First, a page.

The Periauger, modeled after the type of Colonial-era boat with the same name, has returned to Beaufort to be refurbished.
North Carolina Maritime Museum’s Harvey W. Smith Watercraft Center staff are refurbishing the replica — the only known boat of its kind — built about 15 years ago there, the museum announced Thursday.
“The boat itself, in its historic context, was really important to North Carolina,” maritime curator David Bennett said in a statement. “In the 17th and 18th centuries, it was a popular coastal transport, especially in North Carolina’s inner waters.”
Though public operations currently are suspended at the watercraft center, the double doors facing Front Street will be open for the visitors to the progress on Periauger.
“It should be there through the end of August, easily,” Bennett said.
Construction began in 2003 on the Periauger replica under the Periauger Project in partnership with the museum, the Perquimans County Restoration Association, Perquimans County and East Carolina University’s Program in Maritime Studies, and was completed in 2004.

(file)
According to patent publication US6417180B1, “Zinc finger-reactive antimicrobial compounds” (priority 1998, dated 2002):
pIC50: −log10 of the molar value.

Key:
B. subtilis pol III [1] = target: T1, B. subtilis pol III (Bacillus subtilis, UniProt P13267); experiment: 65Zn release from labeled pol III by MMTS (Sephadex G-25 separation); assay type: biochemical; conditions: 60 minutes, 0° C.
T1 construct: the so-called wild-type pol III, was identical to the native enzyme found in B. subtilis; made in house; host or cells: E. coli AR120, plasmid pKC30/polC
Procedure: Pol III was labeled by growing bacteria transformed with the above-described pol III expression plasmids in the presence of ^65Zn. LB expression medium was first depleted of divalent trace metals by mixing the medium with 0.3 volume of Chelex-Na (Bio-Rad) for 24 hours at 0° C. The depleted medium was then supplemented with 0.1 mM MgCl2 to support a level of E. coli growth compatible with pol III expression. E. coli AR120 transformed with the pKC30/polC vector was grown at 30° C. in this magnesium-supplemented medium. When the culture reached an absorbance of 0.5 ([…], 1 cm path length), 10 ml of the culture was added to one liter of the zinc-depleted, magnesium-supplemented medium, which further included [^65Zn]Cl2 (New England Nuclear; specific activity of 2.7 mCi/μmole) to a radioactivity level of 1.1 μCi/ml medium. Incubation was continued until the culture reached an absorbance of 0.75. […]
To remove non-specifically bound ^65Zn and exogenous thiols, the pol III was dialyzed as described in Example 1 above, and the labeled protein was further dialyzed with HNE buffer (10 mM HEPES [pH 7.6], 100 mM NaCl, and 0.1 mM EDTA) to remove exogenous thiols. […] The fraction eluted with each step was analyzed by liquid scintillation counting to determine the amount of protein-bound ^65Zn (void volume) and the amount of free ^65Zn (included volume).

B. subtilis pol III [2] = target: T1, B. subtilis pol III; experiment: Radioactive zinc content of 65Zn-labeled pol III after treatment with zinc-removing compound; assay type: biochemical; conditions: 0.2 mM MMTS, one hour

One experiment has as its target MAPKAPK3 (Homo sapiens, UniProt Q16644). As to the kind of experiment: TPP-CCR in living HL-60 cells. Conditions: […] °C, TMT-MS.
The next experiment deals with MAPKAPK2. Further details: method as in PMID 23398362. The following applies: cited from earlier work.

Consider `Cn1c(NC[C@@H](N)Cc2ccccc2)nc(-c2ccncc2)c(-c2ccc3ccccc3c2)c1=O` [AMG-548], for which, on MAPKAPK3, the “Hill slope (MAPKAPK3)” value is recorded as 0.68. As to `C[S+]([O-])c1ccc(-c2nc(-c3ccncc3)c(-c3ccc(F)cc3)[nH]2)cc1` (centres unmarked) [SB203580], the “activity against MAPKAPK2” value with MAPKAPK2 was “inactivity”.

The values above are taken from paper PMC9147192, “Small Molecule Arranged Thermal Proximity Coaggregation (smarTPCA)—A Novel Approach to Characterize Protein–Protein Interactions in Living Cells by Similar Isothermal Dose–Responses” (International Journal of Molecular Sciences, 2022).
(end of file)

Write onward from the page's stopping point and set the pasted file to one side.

Periauger is a generic term for a two-masted boat made of a dugout and split cypress log and propelled by both oars and sails, according to Perquimans County Restoration Association. The Periauger replica is 30-feet long with two masts that reach 25 feet and has rowing stations for at least six oars.
“A lot of people had these boats,” Bennett said. “But North Carolina’s climate is an inhospitable environment for the long-term survival of wooden boats.”
Mike Alford, the museum’s former maritime researcher, and boatbuilder Geoffrey Scofield used historical records and illustrations to study the Periauger.
“There weren’t even a piece of one to look at,” Alford said. “We just wanted to get it on the record. We didn’t have any plan to build one.”
The boat belongs to the Perquimans County Restoration Association and is housed at the 1730 Newbold-White House in Hertford.
Periauger has been featured in both historic documentaries and in the filming of the 2019 movie “Harriet.” In the film, abolitionist Harriet Tubman rides in periauger as she leads Union troops on a river raid of South Carolina plantations.
The museum’s boat builder, Tim White, is doing the work in sections, cutting out one piece of the cypress floor at a time, replacing the damaged portions with new cypress before moving on to the next. It’s a slow process, White explained, working bit-by-bit out of necessity.
“I don’t want to damage the integrity of the floor,” White said.
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